When the magnetic head unit is offset to the position of the write offset value from the on-track target value, the hardware-specific information is written in the specific sector (step S327). When this write operation ends, the write operation of the hardware-specific information for the magnetic head unit ends. Further, when a plurality of magnetic head units are provided, the routine shifts to the write operation for the hardware-specific information for the next magnetic head unit.

Next, the operation for reading the hardware-specific information at the time of turning on the power in the position control system for a magnetic head unit of the present embodiment will be explained using the flow chart of FIG. 22.

First, when the power is turned on (step S331), the initial offset value is read from the ROM (step S332). Next, a read instruction for a specific sector on the magnetic disk where the magnetic head unit-specific information is stored is issued (step S333).

The magnetic head unit is positioned by a seek operation in accordance with the read instruction using the track position where the specific sector is present as the target value (step S334). At this time, the read initial offset value is added to the on-track target value and the magnetic head unit is offset (step S335).

Therefore, since the position of the read head Hr of the magnetic head unit matches with the write position by the write head Hw, the hardware-specific information in the specific sector is read by the read head Hr (step S336). Further, the read amount of core deviation specific to the magnetic head unit is loaded into the table of the memory (step S337).

With this, the flow chart of the read operation of the hardware-specific information at the time of turning on the power of the system ends. After the amount of core deviation specific to the magnetic head unit is loaded in the table, the amount of core deviation is used for the positional control of the magnetic head unit (step S338).

Since the position control system for a magnetic head unit in a magnetic disk device is configured as explained above, even wen the write core width is small due to the higher track density, the amount of core deviation with respect to the track width becomes greater, and an initial offset value using the design target or manufacturing average is used, there is no longer a need for re-reading the offset until finding the specific sector where the magnetic head unit-specific core deviation amount is stored, and the information of the specific sector can be read instantaneously at the time of startup. Further, no special nonvolatile memory is required for storing the magnetic head unit-specific information.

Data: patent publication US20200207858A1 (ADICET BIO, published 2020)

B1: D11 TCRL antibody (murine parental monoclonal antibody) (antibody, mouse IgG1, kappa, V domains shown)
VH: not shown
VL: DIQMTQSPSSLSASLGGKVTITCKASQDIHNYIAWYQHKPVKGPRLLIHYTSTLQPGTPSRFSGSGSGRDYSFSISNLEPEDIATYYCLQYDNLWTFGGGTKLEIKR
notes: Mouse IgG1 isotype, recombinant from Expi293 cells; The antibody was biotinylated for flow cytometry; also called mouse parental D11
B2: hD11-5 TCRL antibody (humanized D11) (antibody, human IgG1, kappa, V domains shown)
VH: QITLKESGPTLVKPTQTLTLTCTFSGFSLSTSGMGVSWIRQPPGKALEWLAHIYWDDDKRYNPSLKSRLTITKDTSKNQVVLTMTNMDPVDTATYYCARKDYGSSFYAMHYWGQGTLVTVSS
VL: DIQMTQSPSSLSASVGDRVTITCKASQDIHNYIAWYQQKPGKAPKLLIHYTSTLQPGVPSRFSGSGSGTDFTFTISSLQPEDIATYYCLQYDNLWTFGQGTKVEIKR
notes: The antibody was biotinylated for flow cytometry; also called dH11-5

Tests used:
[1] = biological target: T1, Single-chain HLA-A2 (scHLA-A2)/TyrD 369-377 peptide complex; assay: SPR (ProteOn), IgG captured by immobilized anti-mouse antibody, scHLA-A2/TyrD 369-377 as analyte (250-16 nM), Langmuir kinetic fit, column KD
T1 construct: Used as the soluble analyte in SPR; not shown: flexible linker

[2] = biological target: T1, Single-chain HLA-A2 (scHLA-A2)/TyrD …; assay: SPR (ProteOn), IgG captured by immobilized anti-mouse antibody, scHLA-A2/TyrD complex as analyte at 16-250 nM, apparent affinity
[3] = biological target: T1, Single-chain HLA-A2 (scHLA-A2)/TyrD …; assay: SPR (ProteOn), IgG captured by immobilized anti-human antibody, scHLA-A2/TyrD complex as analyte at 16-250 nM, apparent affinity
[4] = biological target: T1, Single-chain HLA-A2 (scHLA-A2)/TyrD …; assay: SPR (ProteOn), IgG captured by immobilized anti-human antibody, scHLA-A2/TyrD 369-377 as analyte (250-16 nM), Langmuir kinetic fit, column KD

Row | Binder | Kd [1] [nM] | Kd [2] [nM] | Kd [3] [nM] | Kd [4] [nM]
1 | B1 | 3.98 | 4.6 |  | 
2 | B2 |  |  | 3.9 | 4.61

According to the magnetic disk drive system of the present invention, since the gap between the write head and read head in the magnetic head unit is measured using the actual magnetic head unit, it is possible to obtain a grasp of the hardware-specific information due to manufacturing differences, fluctuation in rotation, etc. and possible to precisely control the timing of writing or reading by the magnetic head unit or track position of the magnetic head unit.

Further, since the distance between the write head and the read head in the track direction is calculated, performing the write operation at a timing in accordance with this distance not only enables the manufacturing error of the write/read head distance to be absorbed, but also enables the overwriting of servo information etc. to be prevented and the timing of writing of data to be accurately determined. Therefore, there is no longer a need to give a time margin to the format of the magnetic disk and the format efficiency can be improved corresponding to the higher bit densities.

Further, according to the magnetic disk drive system of the present invention, in the control of the track position in the disk radial direction for the seek operation of the magnetic head unit, by correcting the track positions using an n-ary polynomial for a plurality of measurement points measuring the amount of core deviation between the write head and the read head, it is possible to greatly reduce the error arising due to correction compared with linear correction. The amount of core deviation is therefore suitably corrected.